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Michael Gove must create a national Housing First programme

If the government wants to eliminate rough sleeping by 2024 it must build on the success of the Housing First pilots and roll out a national programme, writes Homeless Link's Alex Smith.

Photographer: Hollie Adams/Bloomberg via Getty Images

At the end of October, Chancellor Rishi Sunak will outline the government’s spending plans for the next three years. Clearly, as many of the emergency pandemic measures fall away, this is a major moment for industries across the UK, with all departments from education to the Home Office competing for funds to rebuild.

Through the dedication and investment of organisations across the country, Housing First in England has grown hugely in the past decade. But research shows that Housing First services still only have capacity to house around 12 per cent of people who could benefit from support. 

The government set itself a target of ending rough sleeping by 2024.

In 2017, it made a groundbreaking £28m investment to establish three regional Housing First pilots in Liverpool, the West Midlands and Greater Manchester.

Four years down the line, it’s safe to say that this investment has delivered incredible results.

The second evaluation report, published in July, found the pilots had housed 534 people with a tenancy sustainment rate of 87 per cent. But this impact goes beyond statistics.

The majority of people housed will have been through long stretches of rough sleeping beforehand, with many likely to have given up the hope of ever having a stable home again. As one beneficiary in Greater Manchester recently said, “I got given hope.”

In June of this year, Homeless Link wrote to the then Secretary of State for Housing, Communities and Local Government, Robert Jenrick.

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Signed by multiple organisations including providers in each of the pilot areas as well as national charities such as Crisis and St Mungo’s, the letter called on the government to commit to funding the pilots beyond 2022, warning that the imminent ending of the projects was causing great anxiety while contradicting the core ethos of Housing First. 

Jenrick said that rough sleeping ‘isn’t high enough on the government’s agenda’

In August, Jenrick replied. In the letter he praised Housing First as an intervention and said that, while his department could not promise funds before the spending review later this year, “the findings of our evaluation, together with our experiences and feedback from the three pilot areas, will ensure the achievements and learning from the Housing First pilots are incorporated into future decision making”.

But now we have a new Secretary of State in Michael Gove. He has expressed a desire to maintain progress where it has been made, but has given little indication of his views on Housing First in the past and he made no mention of homelessness in his recent speech at the Conservative Party conference.

Meanwhile, his predecessor Jenrick said at a conference fringe event that rough sleeping “isn’t high enough on the government’s agenda”.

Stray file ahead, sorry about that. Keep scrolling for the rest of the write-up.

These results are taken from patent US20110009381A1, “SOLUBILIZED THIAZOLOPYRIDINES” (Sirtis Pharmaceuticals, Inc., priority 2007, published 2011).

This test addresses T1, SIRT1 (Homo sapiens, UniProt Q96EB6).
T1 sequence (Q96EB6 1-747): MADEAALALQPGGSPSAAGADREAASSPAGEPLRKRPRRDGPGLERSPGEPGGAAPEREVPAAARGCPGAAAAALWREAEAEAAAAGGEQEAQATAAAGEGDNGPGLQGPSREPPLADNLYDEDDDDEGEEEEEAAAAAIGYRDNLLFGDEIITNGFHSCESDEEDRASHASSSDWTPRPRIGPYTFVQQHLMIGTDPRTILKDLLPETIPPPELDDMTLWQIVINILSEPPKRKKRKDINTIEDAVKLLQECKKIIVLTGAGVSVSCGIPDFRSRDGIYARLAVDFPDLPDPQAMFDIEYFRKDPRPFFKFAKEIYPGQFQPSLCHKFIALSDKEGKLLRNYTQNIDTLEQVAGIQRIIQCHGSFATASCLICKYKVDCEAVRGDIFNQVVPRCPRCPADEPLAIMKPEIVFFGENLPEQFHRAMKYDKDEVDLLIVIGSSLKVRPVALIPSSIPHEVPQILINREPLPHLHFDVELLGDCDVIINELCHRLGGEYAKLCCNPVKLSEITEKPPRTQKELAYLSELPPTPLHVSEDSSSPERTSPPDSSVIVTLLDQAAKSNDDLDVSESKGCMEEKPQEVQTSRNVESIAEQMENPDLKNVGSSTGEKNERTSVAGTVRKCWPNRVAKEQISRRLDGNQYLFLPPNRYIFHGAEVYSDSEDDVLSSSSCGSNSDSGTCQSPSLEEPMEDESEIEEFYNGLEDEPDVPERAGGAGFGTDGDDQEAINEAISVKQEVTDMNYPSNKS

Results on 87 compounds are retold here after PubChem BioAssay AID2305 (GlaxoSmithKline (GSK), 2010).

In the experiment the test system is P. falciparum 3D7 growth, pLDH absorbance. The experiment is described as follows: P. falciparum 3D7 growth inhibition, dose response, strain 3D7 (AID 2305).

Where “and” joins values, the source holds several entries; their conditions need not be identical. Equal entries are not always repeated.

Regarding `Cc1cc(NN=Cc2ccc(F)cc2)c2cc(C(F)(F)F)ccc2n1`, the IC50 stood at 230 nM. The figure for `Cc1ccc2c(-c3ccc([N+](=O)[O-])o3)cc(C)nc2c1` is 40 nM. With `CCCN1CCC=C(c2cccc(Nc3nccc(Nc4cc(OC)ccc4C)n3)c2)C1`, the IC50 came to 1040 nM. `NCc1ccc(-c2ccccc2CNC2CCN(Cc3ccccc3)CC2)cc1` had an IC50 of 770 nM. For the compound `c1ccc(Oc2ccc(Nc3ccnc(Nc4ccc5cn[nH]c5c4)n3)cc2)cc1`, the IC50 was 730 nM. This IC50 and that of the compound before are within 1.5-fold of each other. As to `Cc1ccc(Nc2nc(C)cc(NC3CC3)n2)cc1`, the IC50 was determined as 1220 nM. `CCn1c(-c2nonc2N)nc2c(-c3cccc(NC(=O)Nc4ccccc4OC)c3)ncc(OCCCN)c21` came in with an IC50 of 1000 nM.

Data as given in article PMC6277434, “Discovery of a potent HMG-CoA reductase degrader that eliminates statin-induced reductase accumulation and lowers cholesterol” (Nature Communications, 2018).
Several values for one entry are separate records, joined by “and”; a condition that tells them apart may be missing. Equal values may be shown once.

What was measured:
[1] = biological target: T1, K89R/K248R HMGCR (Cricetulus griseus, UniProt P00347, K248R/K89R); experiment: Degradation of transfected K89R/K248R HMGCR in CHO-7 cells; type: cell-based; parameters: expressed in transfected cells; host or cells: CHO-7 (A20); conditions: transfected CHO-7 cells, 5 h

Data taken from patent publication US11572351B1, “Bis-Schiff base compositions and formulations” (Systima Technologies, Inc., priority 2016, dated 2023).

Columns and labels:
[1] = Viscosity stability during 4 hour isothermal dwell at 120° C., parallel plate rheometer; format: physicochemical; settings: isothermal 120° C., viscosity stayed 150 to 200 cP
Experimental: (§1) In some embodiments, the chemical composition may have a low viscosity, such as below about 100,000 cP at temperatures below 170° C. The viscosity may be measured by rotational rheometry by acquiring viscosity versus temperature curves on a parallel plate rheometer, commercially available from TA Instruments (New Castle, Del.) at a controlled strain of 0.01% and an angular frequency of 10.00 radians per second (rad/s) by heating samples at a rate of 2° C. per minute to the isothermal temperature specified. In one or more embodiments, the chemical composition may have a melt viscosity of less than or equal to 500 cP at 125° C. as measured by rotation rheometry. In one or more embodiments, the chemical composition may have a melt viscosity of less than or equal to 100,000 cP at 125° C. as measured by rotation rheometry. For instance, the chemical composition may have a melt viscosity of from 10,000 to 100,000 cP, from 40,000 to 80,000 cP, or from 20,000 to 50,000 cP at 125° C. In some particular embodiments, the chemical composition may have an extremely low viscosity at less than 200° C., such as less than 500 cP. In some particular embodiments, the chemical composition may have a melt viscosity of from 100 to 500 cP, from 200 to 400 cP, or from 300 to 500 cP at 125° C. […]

If further funding isn’t announced, it would clearly be a huge blow, putting the wellbeing of those already housed at risk and potentially undoing the amazing work of the last four years.

On the other hand, an announcement of continued investment would clearly demonstrate the new department’s commitment to including those at the most acute end of inequality as part of the Levelling Up agenda.

The pilots are only part of the picture. Research commissioned by Homeless Link and Crisis estimated that at least 16,450 Housing First places are needed by people with complex needs in England. However, we estimate that the 105 Housing First services in operation today have the capacity to support only 1,995 people.

Clearly if the government is to meet its target of ending rough sleeping by 2024, this picture has to change. That’s why Homeless Link is calling for a national, cross-departmental Housing First programme, initially funded over the next three years, to roll out and expand Housing First in areas where it is needed.

We are loudest when we shout together

A dedicated multi-year programme is required because traditional homelessness funding and commissioning often undermines the unique principles that make Housing First work.

Short-term pots with traditional expectations often fail to take into account the open-ended and unconditional support offer of Housing First, the importance of choice and control, and the patience and intensity of support that people who have experienced extreme complex trauma require.

We are loudest when we shout together. That’s why we need other people and organisations to take action in supporting these calls.

Homeless Link’s campaign – Everyone In for Good – has a host of materials people can use to contact their local MP, asking them to lobby the government to support Housing First in England.

If government investment doesn’t come, I know homelessness organisations will still use their passion and ingenuity to grow Housing First in England. But a national programme, coupled with security for the pilots, would be a huge step forward, helping thousands more people end their homelessness for good while levelling up communities across the country.

Alex Smith is senior project manager of Housing First England at Homeless Link.

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